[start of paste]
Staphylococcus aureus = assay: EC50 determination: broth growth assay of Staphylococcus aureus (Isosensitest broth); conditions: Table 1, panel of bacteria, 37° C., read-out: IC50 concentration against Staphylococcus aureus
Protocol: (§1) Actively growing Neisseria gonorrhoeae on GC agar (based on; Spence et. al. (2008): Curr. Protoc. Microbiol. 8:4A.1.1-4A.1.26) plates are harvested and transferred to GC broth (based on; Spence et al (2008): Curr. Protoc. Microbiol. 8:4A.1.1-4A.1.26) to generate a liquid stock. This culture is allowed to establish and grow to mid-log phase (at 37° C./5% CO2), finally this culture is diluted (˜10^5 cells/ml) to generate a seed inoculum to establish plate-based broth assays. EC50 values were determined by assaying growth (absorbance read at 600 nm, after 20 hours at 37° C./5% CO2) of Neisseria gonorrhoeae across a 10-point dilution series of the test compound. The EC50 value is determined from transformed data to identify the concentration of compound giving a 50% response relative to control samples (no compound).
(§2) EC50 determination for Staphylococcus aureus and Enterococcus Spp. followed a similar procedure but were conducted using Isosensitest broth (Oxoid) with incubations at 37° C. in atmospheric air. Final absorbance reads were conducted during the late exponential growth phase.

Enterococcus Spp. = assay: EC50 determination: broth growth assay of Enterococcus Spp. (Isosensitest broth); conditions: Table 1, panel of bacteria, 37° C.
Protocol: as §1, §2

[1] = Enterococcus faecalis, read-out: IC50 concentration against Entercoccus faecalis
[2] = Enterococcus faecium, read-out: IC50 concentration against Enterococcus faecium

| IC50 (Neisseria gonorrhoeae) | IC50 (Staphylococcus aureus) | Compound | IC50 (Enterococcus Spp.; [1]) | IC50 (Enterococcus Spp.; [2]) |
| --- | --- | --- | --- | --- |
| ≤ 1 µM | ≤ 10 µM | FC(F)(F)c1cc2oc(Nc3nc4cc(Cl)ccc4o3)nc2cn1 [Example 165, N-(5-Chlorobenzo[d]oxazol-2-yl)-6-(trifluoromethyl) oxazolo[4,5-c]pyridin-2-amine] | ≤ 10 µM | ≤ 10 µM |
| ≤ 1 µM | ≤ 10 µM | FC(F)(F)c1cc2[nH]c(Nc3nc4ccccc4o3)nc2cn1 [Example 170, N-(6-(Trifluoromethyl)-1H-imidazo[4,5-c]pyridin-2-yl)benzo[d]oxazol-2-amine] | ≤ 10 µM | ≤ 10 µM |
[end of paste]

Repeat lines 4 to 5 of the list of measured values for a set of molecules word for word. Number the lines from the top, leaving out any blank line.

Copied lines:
Enterococcus Spp. = assay: EC50 determination: broth growth assay of Enterococcus Spp. (Isosensitest broth); conditions: Table 1, panel of bacteria, 37° C.
Protocol: as §1, §2